Nonetheless, “abortion reversal” has made its way into legislation. Eight states now mandate that abortion-seekers must be given misinformation about an abortion “reversal” option. Live Action ads also tend to target people in Texas, which has passed an abortion bill allowing citizen bounty hunters to file $US10,000 ($13,640) lawsuits against not only people seeking abortions but even a rideshare driver who takes them to a clinic. Live Action founder Lila Rose has called that law “a historic step forward for basic human rights.”

In total, Facebook’s ad library shows that Live Action News and Live Action have spent over $US1.7 ($2) million on ads from May 2018 and September 2021. The ads include a mix of “abortion reversal” promotion along with directives to call legislators and misleading information about the safety of medication abortions.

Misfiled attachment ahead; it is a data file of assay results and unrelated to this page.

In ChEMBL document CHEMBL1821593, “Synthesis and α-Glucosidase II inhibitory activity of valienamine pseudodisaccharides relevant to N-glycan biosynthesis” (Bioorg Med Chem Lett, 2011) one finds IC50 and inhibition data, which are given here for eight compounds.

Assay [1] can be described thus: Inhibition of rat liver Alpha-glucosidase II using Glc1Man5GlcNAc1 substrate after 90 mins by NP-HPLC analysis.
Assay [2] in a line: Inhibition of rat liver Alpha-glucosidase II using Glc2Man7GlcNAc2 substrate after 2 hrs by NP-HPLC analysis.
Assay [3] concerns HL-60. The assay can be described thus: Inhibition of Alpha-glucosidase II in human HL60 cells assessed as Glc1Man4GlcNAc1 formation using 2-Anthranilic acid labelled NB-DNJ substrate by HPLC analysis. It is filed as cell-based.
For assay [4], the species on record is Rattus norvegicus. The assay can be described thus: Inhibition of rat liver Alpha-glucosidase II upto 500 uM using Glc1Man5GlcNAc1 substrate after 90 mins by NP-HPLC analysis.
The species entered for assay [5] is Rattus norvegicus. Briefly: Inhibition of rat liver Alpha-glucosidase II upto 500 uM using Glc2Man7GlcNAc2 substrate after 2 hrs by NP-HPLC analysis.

In 22 ads garnering over 500,000 impressions, Live Action claimed that 24 people have been killed by the abortion medication mifepristone since 2000. But the FDA has added the disclaimer that these shouldn’t necessarily be attributed to mifepristone since improperly administering the drug to people with health complications could play a role. In an argument supporting abortion “reversal,” the organisation also misleadingly linked to an unrelated study of progesterone used for pregnant people, not those who’ve already taken an abortion pill.

The Centre for Countering Digital Hate found that Google, too, ran abortion reversal ads on 83% of searches for terms like “find abortion clinic near me”; the ads are evidently gone, removed after the Daily Beast contacted Google. (In an email to Gizmodo, Google confirmed that it found the ads in violation of its policies and removed them.) But a search this morning showed that three out of the top ten results for “abortion reversal” show these sites.